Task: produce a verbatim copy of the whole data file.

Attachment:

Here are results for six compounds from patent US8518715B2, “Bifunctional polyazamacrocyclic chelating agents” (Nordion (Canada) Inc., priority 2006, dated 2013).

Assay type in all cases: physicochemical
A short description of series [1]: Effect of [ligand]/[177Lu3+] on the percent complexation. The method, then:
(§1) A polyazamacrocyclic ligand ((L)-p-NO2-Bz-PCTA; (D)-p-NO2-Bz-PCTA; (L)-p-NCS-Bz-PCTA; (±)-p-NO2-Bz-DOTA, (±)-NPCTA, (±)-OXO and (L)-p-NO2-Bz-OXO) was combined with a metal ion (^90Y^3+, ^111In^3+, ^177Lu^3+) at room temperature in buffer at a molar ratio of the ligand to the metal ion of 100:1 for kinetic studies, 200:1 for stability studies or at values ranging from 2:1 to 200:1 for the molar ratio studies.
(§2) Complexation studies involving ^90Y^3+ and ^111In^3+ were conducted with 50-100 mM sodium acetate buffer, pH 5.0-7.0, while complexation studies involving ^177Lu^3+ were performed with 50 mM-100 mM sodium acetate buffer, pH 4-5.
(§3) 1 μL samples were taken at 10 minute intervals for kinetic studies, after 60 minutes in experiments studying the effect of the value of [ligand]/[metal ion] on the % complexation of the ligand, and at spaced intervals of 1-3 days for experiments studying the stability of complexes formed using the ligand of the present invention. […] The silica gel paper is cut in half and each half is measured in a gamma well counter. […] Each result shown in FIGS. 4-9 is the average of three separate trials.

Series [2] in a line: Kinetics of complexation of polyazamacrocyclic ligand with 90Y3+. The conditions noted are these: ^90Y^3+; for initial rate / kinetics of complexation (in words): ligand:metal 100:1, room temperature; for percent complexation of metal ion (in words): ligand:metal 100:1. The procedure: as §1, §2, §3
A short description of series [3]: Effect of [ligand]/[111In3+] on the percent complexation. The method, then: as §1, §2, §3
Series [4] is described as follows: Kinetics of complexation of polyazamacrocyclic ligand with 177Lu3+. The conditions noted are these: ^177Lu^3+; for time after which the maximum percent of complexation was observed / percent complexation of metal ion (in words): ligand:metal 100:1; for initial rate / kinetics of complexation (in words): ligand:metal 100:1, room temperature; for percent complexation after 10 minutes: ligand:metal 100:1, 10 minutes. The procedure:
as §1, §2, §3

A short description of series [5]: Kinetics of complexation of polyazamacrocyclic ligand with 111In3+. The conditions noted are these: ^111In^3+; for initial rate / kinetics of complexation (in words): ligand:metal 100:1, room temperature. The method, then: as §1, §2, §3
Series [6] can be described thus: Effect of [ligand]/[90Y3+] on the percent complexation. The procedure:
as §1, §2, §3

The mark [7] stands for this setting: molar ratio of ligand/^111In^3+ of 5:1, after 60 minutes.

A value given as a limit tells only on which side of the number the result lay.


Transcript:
Here are results for six compounds from patent US8518715B2, “Bifunctional polyazamacrocyclic chelating agents” (Nordion (Canada) Inc., priority 2006, dated 2013).

Assay type in all cases: physicochemical
A short description of series [1]: Effect of [ligand]/[177Lu3+] on the percent complexation. The method, then:
(§1) A polyazamacrocyclic ligand ((L)-p-NO2-Bz-PCTA; (D)-p-NO2-Bz-PCTA; (L)-p-NCS-Bz-PCTA; (±)-p-NO2-Bz-DOTA, (±)-NPCTA, (±)-OXO and (L)-p-NO2-Bz-OXO) was combined with a metal ion (^90Y^3+, ^111In^3+, ^177Lu^3+) at room temperature in buffer at a molar ratio of the ligand to the metal ion of 100:1 for kinetic studies, 200:1 for stability studies or at values ranging from 2:1 to 200:1 for the molar ratio studies.
(§2) Complexation studies involving ^90Y^3+ and ^111In^3+ were conducted with 50-100 mM sodium acetate buffer, pH 5.0-7.0, while complexation studies involving ^177Lu^3+ were performed with 50 mM-100 mM sodium acetate buffer, pH 4-5.
(§3) 1 μL samples were taken at 10 minute intervals for kinetic studies, after 60 minutes in experiments studying the effect of the value of [ligand]/[metal ion] on the % complexation of the ligand, and at spaced intervals of 1-3 days for experiments studying the stability of complexes formed using the ligand of the present invention. […] The silica gel paper is cut in half and each half is measured in a gamma well counter. […] Each result shown in FIGS. 4-9 is the average of three separate trials.

Series [2] in a line: Kinetics of complexation of polyazamacrocyclic ligand with 90Y3+. The conditions noted are these: ^90Y^3+; for initial rate / kinetics of complexation (in words): ligand:metal 100:1, room temperature; for percent complexation of metal ion (in words): ligand:metal 100:1. The procedure: as §1, §2, §3
A short description of series [3]: Effect of [ligand]/[111In3+] on the percent complexation. The method, then: as §1, §2, §3
Series [4] is described as follows: Kinetics of complexation of polyazamacrocyclic ligand with 177Lu3+. The conditions noted are these: ^177Lu^3+; for time after which the maximum percent of complexation was observed / percent complexation of metal ion (in words): ligand:metal 100:1; for initial rate / kinetics of complexation (in words): ligand:metal 100:1, room temperature; for percent complexation after 10 minutes: ligand:metal 100:1, 10 minutes. The procedure:
as §1, §2, §3

A short description of series [5]: Kinetics of complexation of polyazamacrocyclic ligand with 111In3+. The conditions noted are these: ^111In^3+; for initial rate / kinetics of complexation (in words): ligand:metal 100:1, room temperature. The method, then: as §1, §2, §3
Series [6] can be described thus: Effect of [ligand]/[90Y3+] on the percent complexation. The procedure:
as §1, §2, §3

The mark [7] stands for this setting: molar ratio of ligand/^111In^3+ of 5:1, after 60 minutes.

A value given as a limit tells only on which side of the number the result lay.